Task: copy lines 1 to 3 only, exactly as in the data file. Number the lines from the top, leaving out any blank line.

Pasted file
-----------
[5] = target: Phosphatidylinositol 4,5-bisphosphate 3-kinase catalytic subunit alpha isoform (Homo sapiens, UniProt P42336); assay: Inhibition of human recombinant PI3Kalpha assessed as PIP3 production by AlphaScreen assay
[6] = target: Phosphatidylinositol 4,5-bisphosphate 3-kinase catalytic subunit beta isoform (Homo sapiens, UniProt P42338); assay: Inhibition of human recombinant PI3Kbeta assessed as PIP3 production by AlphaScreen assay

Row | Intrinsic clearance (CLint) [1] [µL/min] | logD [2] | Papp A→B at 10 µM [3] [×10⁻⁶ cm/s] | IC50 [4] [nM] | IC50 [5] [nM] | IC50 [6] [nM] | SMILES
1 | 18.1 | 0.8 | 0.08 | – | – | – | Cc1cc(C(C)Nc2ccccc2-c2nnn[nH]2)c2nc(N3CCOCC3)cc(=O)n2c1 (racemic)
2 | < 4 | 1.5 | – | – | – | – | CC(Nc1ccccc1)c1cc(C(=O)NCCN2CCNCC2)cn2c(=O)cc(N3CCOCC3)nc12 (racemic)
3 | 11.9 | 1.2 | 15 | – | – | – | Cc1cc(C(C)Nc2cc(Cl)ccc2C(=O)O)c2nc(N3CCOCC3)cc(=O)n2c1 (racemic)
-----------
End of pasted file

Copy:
[5] = target: Phosphatidylinositol 4,5-bisphosphate 3-kinase catalytic subunit alpha isoform (Homo sapiens, UniProt P42336); assay: Inhibition of human recombinant PI3Kalpha assessed as PIP3 production by AlphaScreen assay
[6] = target: Phosphatidylinositol 4,5-bisphosphate 3-kinase catalytic subunit beta isoform (Homo sapiens, UniProt P42338); assay: Inhibition of human recombinant PI3Kbeta assessed as PIP3 production by AlphaScreen assay

Row | Intrinsic clearance (CLint) [1] [µL/min] | logD [2] | Papp A→B at 10 µM [3] [×10⁻⁶ cm/s] | IC50 [4] [nM] | IC50 [5] [nM] | IC50 [6] [nM] | SMILES